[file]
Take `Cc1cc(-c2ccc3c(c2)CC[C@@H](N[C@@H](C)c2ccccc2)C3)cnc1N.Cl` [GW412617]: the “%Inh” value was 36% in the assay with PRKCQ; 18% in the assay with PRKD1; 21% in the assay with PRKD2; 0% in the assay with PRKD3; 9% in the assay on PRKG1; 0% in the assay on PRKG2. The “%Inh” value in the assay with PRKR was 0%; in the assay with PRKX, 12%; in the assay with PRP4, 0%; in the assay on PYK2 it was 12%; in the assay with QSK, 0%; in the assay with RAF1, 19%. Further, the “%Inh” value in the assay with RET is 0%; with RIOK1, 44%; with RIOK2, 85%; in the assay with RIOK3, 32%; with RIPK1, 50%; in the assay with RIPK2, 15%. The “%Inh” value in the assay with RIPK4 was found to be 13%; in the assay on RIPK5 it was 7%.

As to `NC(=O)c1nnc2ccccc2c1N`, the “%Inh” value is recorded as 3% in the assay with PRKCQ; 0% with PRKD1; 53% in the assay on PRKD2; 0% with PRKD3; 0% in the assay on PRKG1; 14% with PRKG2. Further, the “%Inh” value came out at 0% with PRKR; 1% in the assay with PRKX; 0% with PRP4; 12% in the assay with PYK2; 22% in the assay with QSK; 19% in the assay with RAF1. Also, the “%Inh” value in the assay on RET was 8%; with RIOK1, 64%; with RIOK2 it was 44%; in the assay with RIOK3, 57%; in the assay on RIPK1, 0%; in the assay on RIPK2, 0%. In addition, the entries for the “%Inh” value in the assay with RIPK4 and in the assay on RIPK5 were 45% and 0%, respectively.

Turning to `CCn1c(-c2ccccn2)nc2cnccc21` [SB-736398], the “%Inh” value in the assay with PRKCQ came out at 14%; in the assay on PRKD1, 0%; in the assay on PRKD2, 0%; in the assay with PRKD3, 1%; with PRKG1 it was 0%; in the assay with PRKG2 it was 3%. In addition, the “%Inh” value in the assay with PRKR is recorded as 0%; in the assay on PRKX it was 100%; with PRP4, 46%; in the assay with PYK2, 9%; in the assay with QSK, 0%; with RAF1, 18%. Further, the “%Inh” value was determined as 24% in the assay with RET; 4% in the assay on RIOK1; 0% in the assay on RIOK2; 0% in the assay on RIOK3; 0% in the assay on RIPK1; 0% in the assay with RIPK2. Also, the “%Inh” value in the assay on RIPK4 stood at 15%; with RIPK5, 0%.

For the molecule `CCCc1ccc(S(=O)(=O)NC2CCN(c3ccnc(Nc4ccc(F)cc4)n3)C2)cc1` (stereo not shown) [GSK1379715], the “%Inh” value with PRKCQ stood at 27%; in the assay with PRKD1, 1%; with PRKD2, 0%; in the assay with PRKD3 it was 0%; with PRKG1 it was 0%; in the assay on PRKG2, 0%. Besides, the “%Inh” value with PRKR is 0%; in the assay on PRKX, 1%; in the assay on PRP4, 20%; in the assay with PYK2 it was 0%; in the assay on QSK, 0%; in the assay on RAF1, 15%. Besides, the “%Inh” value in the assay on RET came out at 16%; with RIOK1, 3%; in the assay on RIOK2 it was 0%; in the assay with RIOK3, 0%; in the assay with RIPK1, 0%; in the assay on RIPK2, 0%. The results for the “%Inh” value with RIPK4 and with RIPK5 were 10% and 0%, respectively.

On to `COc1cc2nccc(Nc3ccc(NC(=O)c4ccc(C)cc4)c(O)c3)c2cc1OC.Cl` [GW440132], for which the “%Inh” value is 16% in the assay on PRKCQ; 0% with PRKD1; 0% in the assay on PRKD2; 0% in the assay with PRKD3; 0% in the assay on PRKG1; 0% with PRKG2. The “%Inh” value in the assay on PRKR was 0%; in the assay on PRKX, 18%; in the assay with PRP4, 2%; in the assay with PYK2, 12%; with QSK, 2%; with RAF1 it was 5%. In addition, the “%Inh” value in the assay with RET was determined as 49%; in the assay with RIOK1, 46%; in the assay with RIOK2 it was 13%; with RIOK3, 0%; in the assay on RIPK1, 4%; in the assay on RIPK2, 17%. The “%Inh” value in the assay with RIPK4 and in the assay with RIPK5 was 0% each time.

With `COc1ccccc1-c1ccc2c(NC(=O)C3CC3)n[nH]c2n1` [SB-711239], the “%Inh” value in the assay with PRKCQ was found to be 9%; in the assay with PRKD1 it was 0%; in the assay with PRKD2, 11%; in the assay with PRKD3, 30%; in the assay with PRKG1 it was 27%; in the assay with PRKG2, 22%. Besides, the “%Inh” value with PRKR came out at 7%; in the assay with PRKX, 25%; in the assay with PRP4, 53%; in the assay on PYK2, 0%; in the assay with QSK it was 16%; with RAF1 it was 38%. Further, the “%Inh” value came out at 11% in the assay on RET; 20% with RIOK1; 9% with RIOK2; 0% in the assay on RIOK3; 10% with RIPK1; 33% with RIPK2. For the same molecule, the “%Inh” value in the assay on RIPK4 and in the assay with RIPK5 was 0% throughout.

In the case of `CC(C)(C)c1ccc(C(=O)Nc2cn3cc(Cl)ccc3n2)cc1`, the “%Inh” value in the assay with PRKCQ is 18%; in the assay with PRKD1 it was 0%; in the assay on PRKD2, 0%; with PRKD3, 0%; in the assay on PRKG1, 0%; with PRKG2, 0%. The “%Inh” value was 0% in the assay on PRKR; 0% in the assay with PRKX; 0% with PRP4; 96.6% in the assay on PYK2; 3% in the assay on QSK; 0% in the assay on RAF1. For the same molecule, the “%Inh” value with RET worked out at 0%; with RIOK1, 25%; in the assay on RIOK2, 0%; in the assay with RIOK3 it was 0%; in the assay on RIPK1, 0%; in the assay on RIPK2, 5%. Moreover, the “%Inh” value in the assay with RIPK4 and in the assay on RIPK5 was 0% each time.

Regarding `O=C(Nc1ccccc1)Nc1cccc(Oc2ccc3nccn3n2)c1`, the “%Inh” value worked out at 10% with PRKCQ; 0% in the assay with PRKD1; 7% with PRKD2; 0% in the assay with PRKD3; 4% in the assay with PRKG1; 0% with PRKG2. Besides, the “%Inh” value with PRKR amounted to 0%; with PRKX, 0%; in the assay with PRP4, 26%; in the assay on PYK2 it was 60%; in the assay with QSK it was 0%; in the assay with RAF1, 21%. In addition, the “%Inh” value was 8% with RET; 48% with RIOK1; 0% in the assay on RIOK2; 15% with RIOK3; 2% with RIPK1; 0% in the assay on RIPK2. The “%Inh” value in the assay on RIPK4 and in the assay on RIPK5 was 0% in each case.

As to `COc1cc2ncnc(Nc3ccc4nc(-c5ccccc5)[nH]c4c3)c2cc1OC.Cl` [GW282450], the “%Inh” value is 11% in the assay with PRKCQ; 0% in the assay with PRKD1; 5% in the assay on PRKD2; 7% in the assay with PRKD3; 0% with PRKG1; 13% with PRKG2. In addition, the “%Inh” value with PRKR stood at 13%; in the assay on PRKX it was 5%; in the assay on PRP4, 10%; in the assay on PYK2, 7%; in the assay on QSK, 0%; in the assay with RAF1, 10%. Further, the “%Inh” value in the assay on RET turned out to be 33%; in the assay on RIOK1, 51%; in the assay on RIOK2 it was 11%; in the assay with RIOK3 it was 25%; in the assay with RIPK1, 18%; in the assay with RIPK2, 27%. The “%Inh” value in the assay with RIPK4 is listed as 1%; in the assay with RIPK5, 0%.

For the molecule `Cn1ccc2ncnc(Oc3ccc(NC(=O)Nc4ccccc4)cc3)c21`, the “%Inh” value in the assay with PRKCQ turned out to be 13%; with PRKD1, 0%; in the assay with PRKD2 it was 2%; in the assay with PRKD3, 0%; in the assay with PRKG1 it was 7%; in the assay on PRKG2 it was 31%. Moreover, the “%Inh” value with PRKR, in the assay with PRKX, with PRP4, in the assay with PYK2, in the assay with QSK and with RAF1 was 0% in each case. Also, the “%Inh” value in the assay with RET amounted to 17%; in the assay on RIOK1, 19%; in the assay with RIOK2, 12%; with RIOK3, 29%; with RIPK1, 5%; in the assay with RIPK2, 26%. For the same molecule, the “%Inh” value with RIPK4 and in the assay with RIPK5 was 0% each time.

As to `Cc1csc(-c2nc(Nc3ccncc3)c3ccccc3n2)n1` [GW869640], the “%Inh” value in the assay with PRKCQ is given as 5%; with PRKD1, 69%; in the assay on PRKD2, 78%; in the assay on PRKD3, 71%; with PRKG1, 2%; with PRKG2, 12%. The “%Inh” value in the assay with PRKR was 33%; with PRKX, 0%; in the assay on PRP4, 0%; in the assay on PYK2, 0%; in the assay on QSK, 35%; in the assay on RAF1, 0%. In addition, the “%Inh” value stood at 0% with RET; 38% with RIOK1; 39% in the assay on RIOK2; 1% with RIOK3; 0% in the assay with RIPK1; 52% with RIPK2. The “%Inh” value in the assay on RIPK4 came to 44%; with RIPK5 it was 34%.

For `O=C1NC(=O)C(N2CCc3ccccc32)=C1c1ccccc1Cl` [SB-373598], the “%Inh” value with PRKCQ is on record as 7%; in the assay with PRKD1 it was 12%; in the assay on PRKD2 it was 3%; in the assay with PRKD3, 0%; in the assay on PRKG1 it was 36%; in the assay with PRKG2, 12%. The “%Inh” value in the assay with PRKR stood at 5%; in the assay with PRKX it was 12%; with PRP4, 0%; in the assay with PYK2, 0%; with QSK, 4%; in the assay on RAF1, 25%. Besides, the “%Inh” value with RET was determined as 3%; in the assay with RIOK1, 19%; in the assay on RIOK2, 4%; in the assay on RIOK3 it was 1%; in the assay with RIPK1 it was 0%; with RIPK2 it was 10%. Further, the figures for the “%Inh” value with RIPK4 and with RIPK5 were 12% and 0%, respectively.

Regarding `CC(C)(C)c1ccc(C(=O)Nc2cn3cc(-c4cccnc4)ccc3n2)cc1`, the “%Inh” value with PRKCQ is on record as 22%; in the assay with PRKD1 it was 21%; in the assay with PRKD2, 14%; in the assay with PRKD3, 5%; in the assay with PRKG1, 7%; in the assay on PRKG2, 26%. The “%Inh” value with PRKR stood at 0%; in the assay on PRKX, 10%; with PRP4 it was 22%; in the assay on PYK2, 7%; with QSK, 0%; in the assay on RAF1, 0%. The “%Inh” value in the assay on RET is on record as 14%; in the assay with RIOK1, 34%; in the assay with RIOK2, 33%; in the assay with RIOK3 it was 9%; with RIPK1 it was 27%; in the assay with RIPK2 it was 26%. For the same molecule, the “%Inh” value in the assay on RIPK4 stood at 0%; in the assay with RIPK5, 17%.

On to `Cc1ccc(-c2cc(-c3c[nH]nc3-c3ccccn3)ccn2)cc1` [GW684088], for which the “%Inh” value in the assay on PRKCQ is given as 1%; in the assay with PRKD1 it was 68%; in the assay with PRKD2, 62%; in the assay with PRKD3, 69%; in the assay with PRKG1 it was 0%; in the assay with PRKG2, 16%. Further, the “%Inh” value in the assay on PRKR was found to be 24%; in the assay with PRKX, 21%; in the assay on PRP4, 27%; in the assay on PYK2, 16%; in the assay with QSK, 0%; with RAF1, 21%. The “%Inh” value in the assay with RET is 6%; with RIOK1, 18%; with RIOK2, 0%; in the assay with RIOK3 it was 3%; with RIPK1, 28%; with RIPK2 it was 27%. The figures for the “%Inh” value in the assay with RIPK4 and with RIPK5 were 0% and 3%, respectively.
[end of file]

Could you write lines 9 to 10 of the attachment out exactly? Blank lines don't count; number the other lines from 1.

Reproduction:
As to `COc1cc2ncnc(Nc3ccc4nc(-c5ccccc5)[nH]c4c3)c2cc1OC.Cl` [GW282450], the “%Inh” value is 11% in the assay with PRKCQ; 0% in the assay with PRKD1; 5% in the assay on PRKD2; 7% in the assay with PRKD3; 0% with PRKG1; 13% with PRKG2. In addition, the “%Inh” value with PRKR stood at 13%; in the assay on PRKX it was 5%; in the assay on PRP4, 10%; in the assay on PYK2, 7%; in the assay on QSK, 0%; in the assay with RAF1, 10%. Further, the “%Inh” value in the assay on RET turned out to be 33%; in the assay on RIOK1, 51%; in the assay on RIOK2 it was 11%; in the assay with RIOK3 it was 25%; in the assay with RIPK1, 18%; in the assay with RIPK2, 27%. The “%Inh” value in the assay with RIPK4 is listed as 1%; in the assay with RIPK5, 0%.

For the molecule `Cn1ccc2ncnc(Oc3ccc(NC(=O)Nc4ccccc4)cc3)c21`, the “%Inh” value in the assay with PRKCQ turned out to be 13%; with PRKD1, 0%; in the assay with PRKD2 it was 2%; in the assay with PRKD3, 0%; in the assay with PRKG1 it was 7%; in the assay on PRKG2 it was 31%. Moreover, the “%Inh” value with PRKR, in the assay with PRKX, with PRP4, in the assay with PYK2, in the assay with QSK and with RAF1 was 0% in each case. Also, the “%Inh” value in the assay with RET amounted to 17%; in the assay on RIOK1, 19%; in the assay with RIOK2, 12%; with RIOK3, 29%; with RIPK1, 5%; in the assay with RIPK2, 26%. For the same molecule, the “%Inh” value with RIPK4 and in the assay with RIPK5 was 0% each time.